Time (2020, Garrett Bradley)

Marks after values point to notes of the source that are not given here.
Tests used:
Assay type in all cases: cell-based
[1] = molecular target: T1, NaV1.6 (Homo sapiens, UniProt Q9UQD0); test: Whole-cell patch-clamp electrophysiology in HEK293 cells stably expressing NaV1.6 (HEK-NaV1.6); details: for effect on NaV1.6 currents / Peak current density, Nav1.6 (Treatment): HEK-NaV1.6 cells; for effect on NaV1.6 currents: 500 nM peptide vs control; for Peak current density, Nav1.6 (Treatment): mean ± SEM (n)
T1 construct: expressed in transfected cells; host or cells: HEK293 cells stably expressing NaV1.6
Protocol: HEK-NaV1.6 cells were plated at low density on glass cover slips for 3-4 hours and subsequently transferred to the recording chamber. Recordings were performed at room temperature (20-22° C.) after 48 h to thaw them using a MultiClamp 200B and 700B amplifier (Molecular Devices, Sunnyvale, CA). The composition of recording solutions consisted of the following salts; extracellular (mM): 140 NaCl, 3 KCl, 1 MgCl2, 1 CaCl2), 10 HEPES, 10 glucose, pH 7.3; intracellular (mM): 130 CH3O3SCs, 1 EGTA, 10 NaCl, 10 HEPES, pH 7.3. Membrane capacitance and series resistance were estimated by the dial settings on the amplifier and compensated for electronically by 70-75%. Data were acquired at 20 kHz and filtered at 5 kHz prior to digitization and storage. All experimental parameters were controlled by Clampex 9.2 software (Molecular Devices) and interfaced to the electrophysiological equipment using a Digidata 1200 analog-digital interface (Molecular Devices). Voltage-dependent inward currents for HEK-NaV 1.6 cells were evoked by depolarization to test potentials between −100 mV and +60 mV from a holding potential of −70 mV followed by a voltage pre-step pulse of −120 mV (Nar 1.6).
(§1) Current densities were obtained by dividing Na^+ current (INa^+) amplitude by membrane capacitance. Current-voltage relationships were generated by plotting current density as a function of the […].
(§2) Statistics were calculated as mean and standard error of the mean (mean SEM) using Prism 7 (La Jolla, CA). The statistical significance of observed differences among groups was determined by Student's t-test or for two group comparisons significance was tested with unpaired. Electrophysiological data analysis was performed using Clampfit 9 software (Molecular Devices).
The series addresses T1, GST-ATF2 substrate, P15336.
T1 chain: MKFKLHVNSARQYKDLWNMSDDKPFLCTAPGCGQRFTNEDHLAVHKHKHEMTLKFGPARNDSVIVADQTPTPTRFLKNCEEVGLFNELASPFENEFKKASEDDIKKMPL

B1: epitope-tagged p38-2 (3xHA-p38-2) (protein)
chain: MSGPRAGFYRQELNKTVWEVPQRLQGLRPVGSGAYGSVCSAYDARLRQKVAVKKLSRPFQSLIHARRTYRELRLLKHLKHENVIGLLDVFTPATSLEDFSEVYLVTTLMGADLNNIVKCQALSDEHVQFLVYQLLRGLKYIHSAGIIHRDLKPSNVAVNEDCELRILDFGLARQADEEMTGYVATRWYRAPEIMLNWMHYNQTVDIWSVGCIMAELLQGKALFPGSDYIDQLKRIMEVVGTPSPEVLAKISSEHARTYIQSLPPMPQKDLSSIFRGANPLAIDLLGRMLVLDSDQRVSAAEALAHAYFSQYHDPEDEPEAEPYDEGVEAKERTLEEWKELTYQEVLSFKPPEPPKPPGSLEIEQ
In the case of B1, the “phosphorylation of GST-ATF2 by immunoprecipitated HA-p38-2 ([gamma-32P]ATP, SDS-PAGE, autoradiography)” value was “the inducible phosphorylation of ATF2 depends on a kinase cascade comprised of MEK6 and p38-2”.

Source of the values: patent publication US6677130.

Braced myself for Time to be this year’s Quest or Primas, the deeply felt personal story of injustice and eventual healing, but it ended up feeling more like an advertisement for someone else’s cause, something they’ve believed in so strongly for so long that they think you’ll believe it too after a few simple words. Fox Rich’s husband gets out of jail after 20 years, and while our director was producing a short for the NY Times, she brought out boxes of videotapes from the entire prison sentence and beyond, and a feature was born. Black and white film to smooth out the time jumps, perfect piano and string score tying it all together, decades flashing by in single edits. Today, Fox is a speaker, writer, advocate for prison reform, broadcasting facebook live streams while running her own car dealership and raising a bunch of sons – a documentarian’s dream. Time goes by, forgiveness is found, but the legal system is impersonal and indifferent. Garrett couldn’t come, so she sent two producers for the Q&A, which we stayed for. Black Bear Combo opened, a good time. Hampton (Kevin Jerome Everson) was an unexpected pleasure, a few-minute short spotlighting the vocal talents of a student and/or bus driver, direct to camera.

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